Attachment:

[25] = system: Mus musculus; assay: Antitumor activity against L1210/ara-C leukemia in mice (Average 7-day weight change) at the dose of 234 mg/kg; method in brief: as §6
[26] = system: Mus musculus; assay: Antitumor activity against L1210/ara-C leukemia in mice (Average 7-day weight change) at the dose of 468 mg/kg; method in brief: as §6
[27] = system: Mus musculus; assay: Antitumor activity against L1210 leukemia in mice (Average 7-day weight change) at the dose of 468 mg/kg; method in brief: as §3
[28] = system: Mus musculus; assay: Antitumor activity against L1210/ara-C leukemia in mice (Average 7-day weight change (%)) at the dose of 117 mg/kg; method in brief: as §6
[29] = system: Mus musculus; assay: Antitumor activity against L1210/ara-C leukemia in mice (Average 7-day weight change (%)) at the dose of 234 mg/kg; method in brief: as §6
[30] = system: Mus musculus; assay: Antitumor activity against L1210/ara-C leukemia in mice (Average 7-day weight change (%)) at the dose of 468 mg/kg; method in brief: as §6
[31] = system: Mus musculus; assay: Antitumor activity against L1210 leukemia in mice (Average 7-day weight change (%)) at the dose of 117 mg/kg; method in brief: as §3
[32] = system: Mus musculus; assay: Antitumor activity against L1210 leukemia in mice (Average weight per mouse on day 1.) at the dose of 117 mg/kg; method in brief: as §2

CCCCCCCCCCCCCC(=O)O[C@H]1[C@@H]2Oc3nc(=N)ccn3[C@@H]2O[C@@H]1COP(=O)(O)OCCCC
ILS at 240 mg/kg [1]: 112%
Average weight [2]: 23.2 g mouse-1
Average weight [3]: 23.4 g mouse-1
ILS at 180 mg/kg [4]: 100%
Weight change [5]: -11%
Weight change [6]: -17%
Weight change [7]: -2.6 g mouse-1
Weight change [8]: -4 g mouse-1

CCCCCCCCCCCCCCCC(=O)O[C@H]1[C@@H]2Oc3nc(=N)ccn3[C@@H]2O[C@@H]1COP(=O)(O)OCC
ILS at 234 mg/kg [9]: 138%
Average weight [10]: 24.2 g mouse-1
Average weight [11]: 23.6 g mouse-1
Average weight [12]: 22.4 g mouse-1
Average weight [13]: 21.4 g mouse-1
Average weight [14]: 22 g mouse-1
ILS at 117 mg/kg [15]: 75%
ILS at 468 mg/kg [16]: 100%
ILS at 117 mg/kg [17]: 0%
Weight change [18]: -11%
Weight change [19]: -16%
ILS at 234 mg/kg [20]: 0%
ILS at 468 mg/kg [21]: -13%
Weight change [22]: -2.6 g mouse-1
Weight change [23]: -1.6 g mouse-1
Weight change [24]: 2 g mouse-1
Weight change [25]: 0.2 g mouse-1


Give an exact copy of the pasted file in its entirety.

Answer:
[25] = system: Mus musculus; assay: Antitumor activity against L1210/ara-C leukemia in mice (Average 7-day weight change) at the dose of 234 mg/kg; method in brief: as §6
[26] = system: Mus musculus; assay: Antitumor activity against L1210/ara-C leukemia in mice (Average 7-day weight change) at the dose of 468 mg/kg; method in brief: as §6
[27] = system: Mus musculus; assay: Antitumor activity against L1210 leukemia in mice (Average 7-day weight change) at the dose of 468 mg/kg; method in brief: as §3
[28] = system: Mus musculus; assay: Antitumor activity against L1210/ara-C leukemia in mice (Average 7-day weight change (%)) at the dose of 117 mg/kg; method in brief: as §6
[29] = system: Mus musculus; assay: Antitumor activity against L1210/ara-C leukemia in mice (Average 7-day weight change (%)) at the dose of 234 mg/kg; method in brief: as §6
[30] = system: Mus musculus; assay: Antitumor activity against L1210/ara-C leukemia in mice (Average 7-day weight change (%)) at the dose of 468 mg/kg; method in brief: as §6
[31] = system: Mus musculus; assay: Antitumor activity against L1210 leukemia in mice (Average 7-day weight change (%)) at the dose of 117 mg/kg; method in brief: as §3
[32] = system: Mus musculus; assay: Antitumor activity against L1210 leukemia in mice (Average weight per mouse on day 1.) at the dose of 117 mg/kg; method in brief: as §2

CCCCCCCCCCCCCC(=O)O[C@H]1[C@@H]2Oc3nc(=N)ccn3[C@@H]2O[C@@H]1COP(=O)(O)OCCCC
ILS at 240 mg/kg [1]: 112%
Average weight [2]: 23.2 g mouse-1
Average weight [3]: 23.4 g mouse-1
ILS at 180 mg/kg [4]: 100%
Weight change [5]: -11%
Weight change [6]: -17%
Weight change [7]: -2.6 g mouse-1
Weight change [8]: -4 g mouse-1

CCCCCCCCCCCCCCCC(=O)O[C@H]1[C@@H]2Oc3nc(=N)ccn3[C@@H]2O[C@@H]1COP(=O)(O)OCC
ILS at 234 mg/kg [9]: 138%
Average weight [10]: 24.2 g mouse-1
Average weight [11]: 23.6 g mouse-1
Average weight [12]: 22.4 g mouse-1
Average weight [13]: 21.4 g mouse-1
Average weight [14]: 22 g mouse-1
ILS at 117 mg/kg [15]: 75%
ILS at 468 mg/kg [16]: 100%
ILS at 117 mg/kg [17]: 0%
Weight change [18]: -11%
Weight change [19]: -16%
ILS at 234 mg/kg [20]: 0%
ILS at 468 mg/kg [21]: -13%
Weight change [22]: -2.6 g mouse-1
Weight change [23]: -1.6 g mouse-1
Weight change [24]: 2 g mouse-1
Weight change [25]: 0.2 g mouse-1